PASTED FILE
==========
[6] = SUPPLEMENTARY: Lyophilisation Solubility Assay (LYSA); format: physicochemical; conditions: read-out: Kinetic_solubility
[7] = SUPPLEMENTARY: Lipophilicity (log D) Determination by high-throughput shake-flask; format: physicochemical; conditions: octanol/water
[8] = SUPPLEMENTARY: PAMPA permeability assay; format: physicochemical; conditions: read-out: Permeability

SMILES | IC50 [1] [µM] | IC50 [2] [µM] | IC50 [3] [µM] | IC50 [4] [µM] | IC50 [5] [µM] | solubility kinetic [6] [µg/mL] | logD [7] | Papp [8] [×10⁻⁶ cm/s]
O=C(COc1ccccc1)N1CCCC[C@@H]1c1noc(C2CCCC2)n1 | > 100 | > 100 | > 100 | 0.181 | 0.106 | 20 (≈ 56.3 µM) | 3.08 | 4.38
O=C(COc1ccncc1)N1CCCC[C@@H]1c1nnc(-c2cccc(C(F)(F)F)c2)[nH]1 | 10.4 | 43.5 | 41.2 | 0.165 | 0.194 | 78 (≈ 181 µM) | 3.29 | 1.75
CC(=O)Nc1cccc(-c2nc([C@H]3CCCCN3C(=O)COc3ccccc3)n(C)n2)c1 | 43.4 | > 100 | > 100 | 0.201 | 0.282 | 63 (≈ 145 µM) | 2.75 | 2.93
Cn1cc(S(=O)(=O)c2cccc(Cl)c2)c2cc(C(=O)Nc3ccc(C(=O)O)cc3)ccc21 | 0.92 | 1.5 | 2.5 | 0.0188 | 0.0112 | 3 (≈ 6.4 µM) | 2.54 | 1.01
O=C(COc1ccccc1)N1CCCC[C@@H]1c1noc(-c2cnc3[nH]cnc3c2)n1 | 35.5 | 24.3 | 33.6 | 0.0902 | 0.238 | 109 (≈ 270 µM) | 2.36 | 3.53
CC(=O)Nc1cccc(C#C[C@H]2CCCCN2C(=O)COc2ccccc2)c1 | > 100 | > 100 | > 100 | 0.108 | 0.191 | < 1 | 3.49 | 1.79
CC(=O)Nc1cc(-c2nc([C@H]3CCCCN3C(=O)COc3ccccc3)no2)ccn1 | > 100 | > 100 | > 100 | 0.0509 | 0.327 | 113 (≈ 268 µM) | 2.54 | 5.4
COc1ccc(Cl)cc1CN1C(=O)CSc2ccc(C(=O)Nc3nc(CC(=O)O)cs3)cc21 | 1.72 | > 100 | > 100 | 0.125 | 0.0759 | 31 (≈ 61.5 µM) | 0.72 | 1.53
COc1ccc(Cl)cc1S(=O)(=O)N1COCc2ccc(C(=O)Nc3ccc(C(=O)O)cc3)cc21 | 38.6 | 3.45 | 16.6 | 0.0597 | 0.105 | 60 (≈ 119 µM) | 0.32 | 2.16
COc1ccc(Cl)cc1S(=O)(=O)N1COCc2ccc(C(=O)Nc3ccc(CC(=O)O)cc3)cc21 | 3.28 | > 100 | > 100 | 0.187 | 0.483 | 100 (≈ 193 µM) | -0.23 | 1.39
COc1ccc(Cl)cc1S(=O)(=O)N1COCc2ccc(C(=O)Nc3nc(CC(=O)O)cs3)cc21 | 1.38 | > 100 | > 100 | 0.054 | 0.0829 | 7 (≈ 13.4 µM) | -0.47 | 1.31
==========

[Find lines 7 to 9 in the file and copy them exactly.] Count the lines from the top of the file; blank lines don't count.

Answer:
CC(=O)Nc1cccc(-c2nc([C@H]3CCCCN3C(=O)COc3ccccc3)n(C)n2)c1 | 43.4 | > 100 | > 100 | 0.201 | 0.282 | 63 (≈ 145 µM) | 2.75 | 2.93
Cn1cc(S(=O)(=O)c2cccc(Cl)c2)c2cc(C(=O)Nc3ccc(C(=O)O)cc3)ccc21 | 0.92 | 1.5 | 2.5 | 0.0188 | 0.0112 | 3 (≈ 6.4 µM) | 2.54 | 1.01
O=C(COc1ccccc1)N1CCCC[C@@H]1c1noc(-c2cnc3[nH]cnc3c2)n1 | 35.5 | 24.3 | 33.6 | 0.0902 | 0.238 | 109 (≈ 270 µM) | 2.36 | 3.53